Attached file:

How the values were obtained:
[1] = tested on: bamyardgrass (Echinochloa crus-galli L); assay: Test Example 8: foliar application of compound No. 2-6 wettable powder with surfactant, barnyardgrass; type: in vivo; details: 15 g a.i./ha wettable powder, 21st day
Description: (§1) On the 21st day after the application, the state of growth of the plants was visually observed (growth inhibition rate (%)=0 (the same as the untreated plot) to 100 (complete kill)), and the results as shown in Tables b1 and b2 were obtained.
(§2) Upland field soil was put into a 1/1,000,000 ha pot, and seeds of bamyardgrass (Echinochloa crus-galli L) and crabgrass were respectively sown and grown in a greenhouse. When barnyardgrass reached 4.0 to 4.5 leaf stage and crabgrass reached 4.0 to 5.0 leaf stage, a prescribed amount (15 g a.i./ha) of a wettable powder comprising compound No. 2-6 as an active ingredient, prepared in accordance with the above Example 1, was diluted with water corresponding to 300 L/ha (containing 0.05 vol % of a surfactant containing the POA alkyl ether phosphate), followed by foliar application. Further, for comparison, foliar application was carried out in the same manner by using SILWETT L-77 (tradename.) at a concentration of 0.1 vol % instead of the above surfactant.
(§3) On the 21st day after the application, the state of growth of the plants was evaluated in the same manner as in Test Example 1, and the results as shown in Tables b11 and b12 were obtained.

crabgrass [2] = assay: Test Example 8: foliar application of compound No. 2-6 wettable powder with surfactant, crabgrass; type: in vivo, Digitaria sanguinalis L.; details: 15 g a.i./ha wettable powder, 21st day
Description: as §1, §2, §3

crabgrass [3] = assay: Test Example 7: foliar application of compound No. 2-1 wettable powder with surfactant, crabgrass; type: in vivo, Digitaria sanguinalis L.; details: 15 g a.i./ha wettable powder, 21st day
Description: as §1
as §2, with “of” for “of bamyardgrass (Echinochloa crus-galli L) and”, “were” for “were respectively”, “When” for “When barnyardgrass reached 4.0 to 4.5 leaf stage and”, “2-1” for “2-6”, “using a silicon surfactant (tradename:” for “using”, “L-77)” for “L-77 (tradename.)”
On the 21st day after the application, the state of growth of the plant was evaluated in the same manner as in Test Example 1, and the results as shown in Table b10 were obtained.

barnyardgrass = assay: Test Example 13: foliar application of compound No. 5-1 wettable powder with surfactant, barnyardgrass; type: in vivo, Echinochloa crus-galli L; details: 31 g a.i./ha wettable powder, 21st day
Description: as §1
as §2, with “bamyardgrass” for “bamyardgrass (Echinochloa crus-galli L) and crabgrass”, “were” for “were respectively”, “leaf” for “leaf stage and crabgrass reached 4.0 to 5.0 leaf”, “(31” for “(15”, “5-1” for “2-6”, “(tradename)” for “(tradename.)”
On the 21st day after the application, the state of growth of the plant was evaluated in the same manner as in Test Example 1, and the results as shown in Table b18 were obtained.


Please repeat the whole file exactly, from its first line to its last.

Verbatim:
How the values were obtained:
[1] = tested on: bamyardgrass (Echinochloa crus-galli L); assay: Test Example 8: foliar application of compound No. 2-6 wettable powder with surfactant, barnyardgrass; type: in vivo; details: 15 g a.i./ha wettable powder, 21st day
Description: (§1) On the 21st day after the application, the state of growth of the plants was visually observed (growth inhibition rate (%)=0 (the same as the untreated plot) to 100 (complete kill)), and the results as shown in Tables b1 and b2 were obtained.
(§2) Upland field soil was put into a 1/1,000,000 ha pot, and seeds of bamyardgrass (Echinochloa crus-galli L) and crabgrass were respectively sown and grown in a greenhouse. When barnyardgrass reached 4.0 to 4.5 leaf stage and crabgrass reached 4.0 to 5.0 leaf stage, a prescribed amount (15 g a.i./ha) of a wettable powder comprising compound No. 2-6 as an active ingredient, prepared in accordance with the above Example 1, was diluted with water corresponding to 300 L/ha (containing 0.05 vol % of a surfactant containing the POA alkyl ether phosphate), followed by foliar application. Further, for comparison, foliar application was carried out in the same manner by using SILWETT L-77 (tradename.) at a concentration of 0.1 vol % instead of the above surfactant.
(§3) On the 21st day after the application, the state of growth of the plants was evaluated in the same manner as in Test Example 1, and the results as shown in Tables b11 and b12 were obtained.

crabgrass [2] = assay: Test Example 8: foliar application of compound No. 2-6 wettable powder with surfactant, crabgrass; type: in vivo, Digitaria sanguinalis L.; details: 15 g a.i./ha wettable powder, 21st day
Description: as §1, §2, §3

crabgrass [3] = assay: Test Example 7: foliar application of compound No. 2-1 wettable powder with surfactant, crabgrass; type: in vivo, Digitaria sanguinalis L.; details: 15 g a.i./ha wettable powder, 21st day
Description: as §1
as §2, with “of” for “of bamyardgrass (Echinochloa crus-galli L) and”, “were” for “were respectively”, “When” for “When barnyardgrass reached 4.0 to 4.5 leaf stage and”, “2-1” for “2-6”, “using a silicon surfactant (tradename:” for “using”, “L-77)” for “L-77 (tradename.)”
On the 21st day after the application, the state of growth of the plant was evaluated in the same manner as in Test Example 1, and the results as shown in Table b10 were obtained.

barnyardgrass = assay: Test Example 13: foliar application of compound No. 5-1 wettable powder with surfactant, barnyardgrass; type: in vivo, Echinochloa crus-galli L; details: 31 g a.i./ha wettable powder, 21st day
Description: as §1
as §2, with “bamyardgrass” for “bamyardgrass (Echinochloa crus-galli L) and crabgrass”, “were” for “were respectively”, “leaf” for “leaf stage and crabgrass reached 4.0 to 5.0 leaf”, “(31” for “(15”, “5-1” for “2-6”, “(tradename)” for “(tradename.)”
On the 21st day after the application, the state of growth of the plant was evaluated in the same manner as in Test Example 1, and the results as shown in Table b18 were obtained.